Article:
Kinga joined Digital Workforce in 2017 when the Polish office was first established. During this time, and in the service of her past employers, she has successfully conducted business projects related to the creation and implementation of new systems, process migration and robotic process automation. As a Country Manager, Kinga is responsible for the Polish branch of Digital Workforce.

New growth from Poland

Digital Workforce originally opened the Lodz office to serve its Nordic clients that had set up their service centers in Poland. Lodz in particular was chosen as the office location because the local universities were known to grow and attract a large population of technologically skilled young professionals. Since the establishment of the Polish office in 2017 Digital Workforce has recruited over 40 professionals in Lodz and was awarded Top Scandinavian Investor by FDI Poland in 2017.

Despite the original set up, it was recognized early on that Poland posed an interesting business opportunity of its own. Many large banks, insurance companies, and BPOs – that are quickly developing and implementing solutions for process automation – operate in and around Lodz.

“One of DWF’s key differentiators is our ability to enable our clients to set and execute their global digital strategies by offering them standardised services. DWF partners have been quick to recognize the strategic value of intelligent process automation and our team has been trained to provide scalable service solutions based on best practices. Our clients rely on us to escort them to the New World and address challenges when needed”, Kinga says: “I’m excited to start my new role knowing that we have what it takes to help our clients on their digital journey!”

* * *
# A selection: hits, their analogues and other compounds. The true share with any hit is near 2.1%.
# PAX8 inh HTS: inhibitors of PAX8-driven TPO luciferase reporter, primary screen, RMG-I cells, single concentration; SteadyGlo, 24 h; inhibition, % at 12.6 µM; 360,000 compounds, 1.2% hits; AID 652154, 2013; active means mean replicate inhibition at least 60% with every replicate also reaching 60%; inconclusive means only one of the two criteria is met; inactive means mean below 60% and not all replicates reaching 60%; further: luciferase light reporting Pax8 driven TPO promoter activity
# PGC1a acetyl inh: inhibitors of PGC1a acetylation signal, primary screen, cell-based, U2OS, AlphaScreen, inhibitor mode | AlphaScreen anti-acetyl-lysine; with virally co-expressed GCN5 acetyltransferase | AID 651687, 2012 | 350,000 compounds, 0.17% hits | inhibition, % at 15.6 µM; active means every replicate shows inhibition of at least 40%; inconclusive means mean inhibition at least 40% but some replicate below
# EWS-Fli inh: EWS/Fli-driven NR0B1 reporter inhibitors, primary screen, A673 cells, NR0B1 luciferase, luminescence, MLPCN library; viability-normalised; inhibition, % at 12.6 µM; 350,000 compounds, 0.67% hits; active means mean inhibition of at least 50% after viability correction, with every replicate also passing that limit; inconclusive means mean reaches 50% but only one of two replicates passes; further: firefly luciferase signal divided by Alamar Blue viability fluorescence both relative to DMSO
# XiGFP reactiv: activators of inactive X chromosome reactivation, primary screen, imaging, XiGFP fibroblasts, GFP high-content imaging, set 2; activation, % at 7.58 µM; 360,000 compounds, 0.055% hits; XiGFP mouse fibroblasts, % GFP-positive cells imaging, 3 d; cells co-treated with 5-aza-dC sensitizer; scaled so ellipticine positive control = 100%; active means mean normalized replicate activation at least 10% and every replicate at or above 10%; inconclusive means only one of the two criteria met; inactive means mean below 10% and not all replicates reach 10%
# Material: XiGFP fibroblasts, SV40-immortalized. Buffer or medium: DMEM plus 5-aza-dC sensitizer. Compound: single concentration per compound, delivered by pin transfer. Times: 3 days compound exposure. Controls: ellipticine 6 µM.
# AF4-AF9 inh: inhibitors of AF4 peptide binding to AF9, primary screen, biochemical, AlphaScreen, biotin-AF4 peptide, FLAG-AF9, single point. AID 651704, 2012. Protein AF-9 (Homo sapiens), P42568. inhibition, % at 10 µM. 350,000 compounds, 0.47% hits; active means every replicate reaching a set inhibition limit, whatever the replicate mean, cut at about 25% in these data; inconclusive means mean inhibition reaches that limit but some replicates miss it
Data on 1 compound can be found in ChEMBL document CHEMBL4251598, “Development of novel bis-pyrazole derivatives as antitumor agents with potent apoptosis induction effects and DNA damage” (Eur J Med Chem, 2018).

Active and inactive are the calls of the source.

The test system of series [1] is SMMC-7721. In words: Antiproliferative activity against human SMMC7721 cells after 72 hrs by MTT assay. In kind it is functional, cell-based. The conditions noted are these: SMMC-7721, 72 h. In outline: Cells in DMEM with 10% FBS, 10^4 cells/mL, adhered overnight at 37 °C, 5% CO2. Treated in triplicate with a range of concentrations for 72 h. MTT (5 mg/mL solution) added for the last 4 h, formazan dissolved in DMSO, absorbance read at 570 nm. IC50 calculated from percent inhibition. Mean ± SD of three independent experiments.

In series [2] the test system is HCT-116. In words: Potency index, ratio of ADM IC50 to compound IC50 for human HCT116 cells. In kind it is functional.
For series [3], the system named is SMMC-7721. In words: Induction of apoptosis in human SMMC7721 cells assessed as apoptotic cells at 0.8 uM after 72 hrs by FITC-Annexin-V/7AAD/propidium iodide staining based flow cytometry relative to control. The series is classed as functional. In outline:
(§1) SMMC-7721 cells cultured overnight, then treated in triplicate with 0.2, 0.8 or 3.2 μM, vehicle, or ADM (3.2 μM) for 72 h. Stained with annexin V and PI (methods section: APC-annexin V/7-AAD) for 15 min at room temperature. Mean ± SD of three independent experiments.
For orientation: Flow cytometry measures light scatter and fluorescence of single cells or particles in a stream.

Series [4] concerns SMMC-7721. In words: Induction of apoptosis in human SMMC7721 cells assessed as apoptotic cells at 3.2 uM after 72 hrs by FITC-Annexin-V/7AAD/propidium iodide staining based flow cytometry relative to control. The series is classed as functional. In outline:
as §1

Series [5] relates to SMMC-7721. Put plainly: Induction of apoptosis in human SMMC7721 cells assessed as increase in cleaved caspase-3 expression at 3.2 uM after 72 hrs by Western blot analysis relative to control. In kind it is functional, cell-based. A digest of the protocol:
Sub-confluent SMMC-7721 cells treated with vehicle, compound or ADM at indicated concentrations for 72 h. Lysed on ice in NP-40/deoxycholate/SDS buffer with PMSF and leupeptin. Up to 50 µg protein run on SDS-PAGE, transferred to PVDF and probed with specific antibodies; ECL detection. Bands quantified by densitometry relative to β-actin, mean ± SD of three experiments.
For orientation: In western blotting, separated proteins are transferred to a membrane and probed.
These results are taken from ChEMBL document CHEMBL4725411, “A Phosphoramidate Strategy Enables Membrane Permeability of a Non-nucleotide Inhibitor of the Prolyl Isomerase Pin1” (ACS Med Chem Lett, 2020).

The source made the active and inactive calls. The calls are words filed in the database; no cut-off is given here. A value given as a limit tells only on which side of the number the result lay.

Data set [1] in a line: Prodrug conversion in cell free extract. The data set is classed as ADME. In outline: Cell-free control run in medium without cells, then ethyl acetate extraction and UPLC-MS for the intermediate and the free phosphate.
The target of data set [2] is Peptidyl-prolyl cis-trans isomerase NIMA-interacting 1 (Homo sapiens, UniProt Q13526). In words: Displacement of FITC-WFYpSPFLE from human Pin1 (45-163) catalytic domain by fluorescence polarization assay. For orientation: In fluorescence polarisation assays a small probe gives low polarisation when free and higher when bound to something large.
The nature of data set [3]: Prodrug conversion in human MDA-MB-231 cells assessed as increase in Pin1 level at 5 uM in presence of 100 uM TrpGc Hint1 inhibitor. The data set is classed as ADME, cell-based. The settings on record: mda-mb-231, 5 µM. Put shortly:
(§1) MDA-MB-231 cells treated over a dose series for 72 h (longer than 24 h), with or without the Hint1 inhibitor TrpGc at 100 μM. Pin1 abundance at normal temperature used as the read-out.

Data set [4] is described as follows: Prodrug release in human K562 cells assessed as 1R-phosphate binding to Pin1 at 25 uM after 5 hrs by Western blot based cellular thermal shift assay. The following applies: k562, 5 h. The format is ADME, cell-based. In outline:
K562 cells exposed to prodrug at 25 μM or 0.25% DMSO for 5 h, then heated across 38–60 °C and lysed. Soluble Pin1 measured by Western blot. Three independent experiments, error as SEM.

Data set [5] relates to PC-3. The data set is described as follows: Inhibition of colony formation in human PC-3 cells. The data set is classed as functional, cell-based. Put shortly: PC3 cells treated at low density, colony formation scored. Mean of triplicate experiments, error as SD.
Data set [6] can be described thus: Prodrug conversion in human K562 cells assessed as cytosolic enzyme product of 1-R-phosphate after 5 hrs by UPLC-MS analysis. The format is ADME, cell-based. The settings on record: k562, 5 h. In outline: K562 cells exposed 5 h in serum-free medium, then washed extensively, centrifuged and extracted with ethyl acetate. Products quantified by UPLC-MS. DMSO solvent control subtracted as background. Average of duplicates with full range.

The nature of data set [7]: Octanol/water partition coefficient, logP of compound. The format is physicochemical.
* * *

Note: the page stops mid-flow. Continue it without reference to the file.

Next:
Contact information
Kinga Chelińska Barańska, Country Manager, Digital Workforce,
mobile +48 514 519 375,
kinga.chelinska-baranska@digitalworkforce.pl

Digital Workforce Poland
ŁÓDŹ 90-057
UL. SIENKIEWICZA 85/87

Digital Workforce is the first robotics company certified with ISO 20000-1 Service Management Certification

Digital Workforce, a growth-stage company delivering Intelligent Process Automation, is the first robotic company awarded service management ISO 20000-1 certification by Inspecta Certification Ltd. The certificate covers Digital Workforce’s Robot as a Service cloud service and Run Management support and maintenance service in Finland.

The awarded IT-system, certified based on international ISO / IEC 20000-1 standards, testifies to Digital Workforce’s commitment to designing, deploying, delivering and improving services in a way that meets the requirements set for software robots and provides added value to both the customer and the service provider.

Digital Workforce’s IT service management certification covers Robot as a Service, delivered from private cloud, as well as Run Management support and maintenance service. Digital Workforce’s Robot as a Service and Run Management services provide customers with a fast, scalable and secure way to utilize software bots.

– We have provided services in accordance with the ITIL- framework since the establishment of the company in 2015. We focus on quality and safety in our services. Our customer base consists of large private and public organizations that value and require high-quality and certified services from their partners, says Jukka Virkkunen, one of Digital Workforce’s founders.

“We believe that cloud services will rapidly become more common and we see that the certification of our cloud service will bring us new opportunities,” continues Virkkunen.

The company’s Robot as a Service is already the first cloud-based RPA service in the EU that can deliver CE-marked automation solutions. The CE marking signifies that the service can be utilized also to automate clinical processes that are regulated by the European Medical Devices Directive (93/42/EEC and 629/2010) and the legislation on the medical devices and supplies.

Contact Jukka Virkkunen, Partner, Digital Workforce +358 50 670 47, jukka.virkkunen@digitalworkforce.fi

Digital Workforce